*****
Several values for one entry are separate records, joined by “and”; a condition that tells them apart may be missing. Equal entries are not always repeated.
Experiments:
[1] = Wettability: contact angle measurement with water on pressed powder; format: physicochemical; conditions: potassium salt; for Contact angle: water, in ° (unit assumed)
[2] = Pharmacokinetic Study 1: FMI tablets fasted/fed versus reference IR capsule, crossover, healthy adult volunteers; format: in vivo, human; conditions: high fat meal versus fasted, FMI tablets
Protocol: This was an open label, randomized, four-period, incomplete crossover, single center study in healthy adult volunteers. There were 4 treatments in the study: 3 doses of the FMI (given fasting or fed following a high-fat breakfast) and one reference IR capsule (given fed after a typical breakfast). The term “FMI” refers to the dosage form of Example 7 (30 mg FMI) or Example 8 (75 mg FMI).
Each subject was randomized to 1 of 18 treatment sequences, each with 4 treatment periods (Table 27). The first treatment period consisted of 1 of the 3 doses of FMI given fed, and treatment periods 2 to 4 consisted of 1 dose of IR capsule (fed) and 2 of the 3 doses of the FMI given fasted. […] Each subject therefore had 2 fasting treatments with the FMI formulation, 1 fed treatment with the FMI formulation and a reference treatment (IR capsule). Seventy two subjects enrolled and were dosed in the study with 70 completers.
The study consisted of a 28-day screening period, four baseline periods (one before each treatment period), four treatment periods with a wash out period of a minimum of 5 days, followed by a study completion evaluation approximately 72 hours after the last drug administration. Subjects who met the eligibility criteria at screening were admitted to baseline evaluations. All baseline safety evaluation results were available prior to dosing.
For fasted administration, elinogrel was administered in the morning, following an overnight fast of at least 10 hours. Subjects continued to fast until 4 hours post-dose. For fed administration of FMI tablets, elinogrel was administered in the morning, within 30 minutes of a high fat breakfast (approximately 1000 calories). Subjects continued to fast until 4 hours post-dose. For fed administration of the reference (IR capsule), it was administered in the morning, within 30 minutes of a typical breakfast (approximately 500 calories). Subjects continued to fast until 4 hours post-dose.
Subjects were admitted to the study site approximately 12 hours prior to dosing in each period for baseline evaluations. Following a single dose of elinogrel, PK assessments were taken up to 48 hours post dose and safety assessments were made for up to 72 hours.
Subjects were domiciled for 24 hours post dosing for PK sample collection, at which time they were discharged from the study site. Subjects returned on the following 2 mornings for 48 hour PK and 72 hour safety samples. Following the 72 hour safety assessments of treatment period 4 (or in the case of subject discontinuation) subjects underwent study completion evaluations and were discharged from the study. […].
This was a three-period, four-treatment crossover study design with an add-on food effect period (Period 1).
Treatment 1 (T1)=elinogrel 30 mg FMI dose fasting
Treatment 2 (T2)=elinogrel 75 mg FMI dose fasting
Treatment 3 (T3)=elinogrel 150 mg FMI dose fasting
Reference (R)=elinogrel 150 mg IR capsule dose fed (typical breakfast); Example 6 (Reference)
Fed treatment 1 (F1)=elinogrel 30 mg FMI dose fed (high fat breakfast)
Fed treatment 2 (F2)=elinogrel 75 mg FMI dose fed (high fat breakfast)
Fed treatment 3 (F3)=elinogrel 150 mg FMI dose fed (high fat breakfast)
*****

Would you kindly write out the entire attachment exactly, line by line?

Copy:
Several values for one entry are separate records, joined by “and”; a condition that tells them apart may be missing. Equal entries are not always repeated.
Experiments:
[1] = Wettability: contact angle measurement with water on pressed powder; format: physicochemical; conditions: potassium salt; for Contact angle: water, in ° (unit assumed)
[2] = Pharmacokinetic Study 1: FMI tablets fasted/fed versus reference IR capsule, crossover, healthy adult volunteers; format: in vivo, human; conditions: high fat meal versus fasted, FMI tablets
Protocol: This was an open label, randomized, four-period, incomplete crossover, single center study in healthy adult volunteers. There were 4 treatments in the study: 3 doses of the FMI (given fasting or fed following a high-fat breakfast) and one reference IR capsule (given fed after a typical breakfast). The term “FMI” refers to the dosage form of Example 7 (30 mg FMI) or Example 8 (75 mg FMI).
Each subject was randomized to 1 of 18 treatment sequences, each with 4 treatment periods (Table 27). The first treatment period consisted of 1 of the 3 doses of FMI given fed, and treatment periods 2 to 4 consisted of 1 dose of IR capsule (fed) and 2 of the 3 doses of the FMI given fasted. […] Each subject therefore had 2 fasting treatments with the FMI formulation, 1 fed treatment with the FMI formulation and a reference treatment (IR capsule). Seventy two subjects enrolled and were dosed in the study with 70 completers.
The study consisted of a 28-day screening period, four baseline periods (one before each treatment period), four treatment periods with a wash out period of a minimum of 5 days, followed by a study completion evaluation approximately 72 hours after the last drug administration. Subjects who met the eligibility criteria at screening were admitted to baseline evaluations. All baseline safety evaluation results were available prior to dosing.
For fasted administration, elinogrel was administered in the morning, following an overnight fast of at least 10 hours. Subjects continued to fast until 4 hours post-dose. For fed administration of FMI tablets, elinogrel was administered in the morning, within 30 minutes of a high fat breakfast (approximately 1000 calories). Subjects continued to fast until 4 hours post-dose. For fed administration of the reference (IR capsule), it was administered in the morning, within 30 minutes of a typical breakfast (approximately 500 calories). Subjects continued to fast until 4 hours post-dose.
Subjects were admitted to the study site approximately 12 hours prior to dosing in each period for baseline evaluations. Following a single dose of elinogrel, PK assessments were taken up to 48 hours post dose and safety assessments were made for up to 72 hours.
Subjects were domiciled for 24 hours post dosing for PK sample collection, at which time they were discharged from the study site. Subjects returned on the following 2 mornings for 48 hour PK and 72 hour safety samples. Following the 72 hour safety assessments of treatment period 4 (or in the case of subject discontinuation) subjects underwent study completion evaluations and were discharged from the study. […].
This was a three-period, four-treatment crossover study design with an add-on food effect period (Period 1).
Treatment 1 (T1)=elinogrel 30 mg FMI dose fasting
Treatment 2 (T2)=elinogrel 75 mg FMI dose fasting
Treatment 3 (T3)=elinogrel 150 mg FMI dose fasting
Reference (R)=elinogrel 150 mg IR capsule dose fed (typical breakfast); Example 6 (Reference)
Fed treatment 1 (F1)=elinogrel 30 mg FMI dose fed (high fat breakfast)
Fed treatment 2 (F2)=elinogrel 75 mg FMI dose fed (high fat breakfast)
Fed treatment 3 (F3)=elinogrel 150 mg FMI dose fed (high fat breakfast)